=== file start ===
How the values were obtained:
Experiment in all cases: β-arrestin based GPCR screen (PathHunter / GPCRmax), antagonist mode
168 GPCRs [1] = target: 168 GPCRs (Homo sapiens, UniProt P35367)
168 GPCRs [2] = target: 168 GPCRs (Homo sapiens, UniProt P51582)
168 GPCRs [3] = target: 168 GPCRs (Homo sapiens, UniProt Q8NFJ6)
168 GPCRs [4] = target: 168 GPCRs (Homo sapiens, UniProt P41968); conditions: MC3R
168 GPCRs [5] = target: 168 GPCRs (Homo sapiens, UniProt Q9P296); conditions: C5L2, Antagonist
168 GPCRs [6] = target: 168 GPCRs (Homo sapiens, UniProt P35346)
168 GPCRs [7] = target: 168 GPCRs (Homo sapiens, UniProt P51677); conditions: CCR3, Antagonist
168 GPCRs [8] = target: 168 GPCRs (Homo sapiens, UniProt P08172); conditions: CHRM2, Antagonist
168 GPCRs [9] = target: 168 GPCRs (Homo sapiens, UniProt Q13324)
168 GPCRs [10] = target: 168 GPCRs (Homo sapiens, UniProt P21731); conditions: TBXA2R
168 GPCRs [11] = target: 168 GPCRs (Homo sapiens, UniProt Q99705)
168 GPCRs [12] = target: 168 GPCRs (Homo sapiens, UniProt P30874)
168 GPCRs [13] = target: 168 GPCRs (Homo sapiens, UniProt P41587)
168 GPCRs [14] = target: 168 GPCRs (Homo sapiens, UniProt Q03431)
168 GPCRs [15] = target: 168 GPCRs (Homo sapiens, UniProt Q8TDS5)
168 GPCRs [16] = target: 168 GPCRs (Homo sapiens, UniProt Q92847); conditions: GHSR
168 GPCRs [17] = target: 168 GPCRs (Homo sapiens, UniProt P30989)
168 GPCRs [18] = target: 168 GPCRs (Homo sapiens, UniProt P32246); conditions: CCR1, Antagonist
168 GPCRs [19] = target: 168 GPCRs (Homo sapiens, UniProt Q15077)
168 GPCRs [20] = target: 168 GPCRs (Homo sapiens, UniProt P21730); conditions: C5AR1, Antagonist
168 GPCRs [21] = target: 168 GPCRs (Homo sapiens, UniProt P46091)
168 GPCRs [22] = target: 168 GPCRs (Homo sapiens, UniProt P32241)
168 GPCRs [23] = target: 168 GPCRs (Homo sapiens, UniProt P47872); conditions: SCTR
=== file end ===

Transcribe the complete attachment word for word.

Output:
How the values were obtained:
Experiment in all cases: β-arrestin based GPCR screen (PathHunter / GPCRmax), antagonist mode
168 GPCRs [1] = target: 168 GPCRs (Homo sapiens, UniProt P35367)
168 GPCRs [2] = target: 168 GPCRs (Homo sapiens, UniProt P51582)
168 GPCRs [3] = target: 168 GPCRs (Homo sapiens, UniProt Q8NFJ6)
168 GPCRs [4] = target: 168 GPCRs (Homo sapiens, UniProt P41968); conditions: MC3R
168 GPCRs [5] = target: 168 GPCRs (Homo sapiens, UniProt Q9P296); conditions: C5L2, Antagonist
168 GPCRs [6] = target: 168 GPCRs (Homo sapiens, UniProt P35346)
168 GPCRs [7] = target: 168 GPCRs (Homo sapiens, UniProt P51677); conditions: CCR3, Antagonist
168 GPCRs [8] = target: 168 GPCRs (Homo sapiens, UniProt P08172); conditions: CHRM2, Antagonist
168 GPCRs [9] = target: 168 GPCRs (Homo sapiens, UniProt Q13324)
168 GPCRs [10] = target: 168 GPCRs (Homo sapiens, UniProt P21731); conditions: TBXA2R
168 GPCRs [11] = target: 168 GPCRs (Homo sapiens, UniProt Q99705)
168 GPCRs [12] = target: 168 GPCRs (Homo sapiens, UniProt P30874)
168 GPCRs [13] = target: 168 GPCRs (Homo sapiens, UniProt P41587)
168 GPCRs [14] = target: 168 GPCRs (Homo sapiens, UniProt Q03431)
168 GPCRs [15] = target: 168 GPCRs (Homo sapiens, UniProt Q8TDS5)
168 GPCRs [16] = target: 168 GPCRs (Homo sapiens, UniProt Q92847); conditions: GHSR
168 GPCRs [17] = target: 168 GPCRs (Homo sapiens, UniProt P30989)
168 GPCRs [18] = target: 168 GPCRs (Homo sapiens, UniProt P32246); conditions: CCR1, Antagonist
168 GPCRs [19] = target: 168 GPCRs (Homo sapiens, UniProt Q15077)
168 GPCRs [20] = target: 168 GPCRs (Homo sapiens, UniProt P21730); conditions: C5AR1, Antagonist
168 GPCRs [21] = target: 168 GPCRs (Homo sapiens, UniProt P46091)
168 GPCRs [22] = target: 168 GPCRs (Homo sapiens, UniProt P32241)
168 GPCRs [23] = target: 168 GPCRs (Homo sapiens, UniProt P47872); conditions: SCTR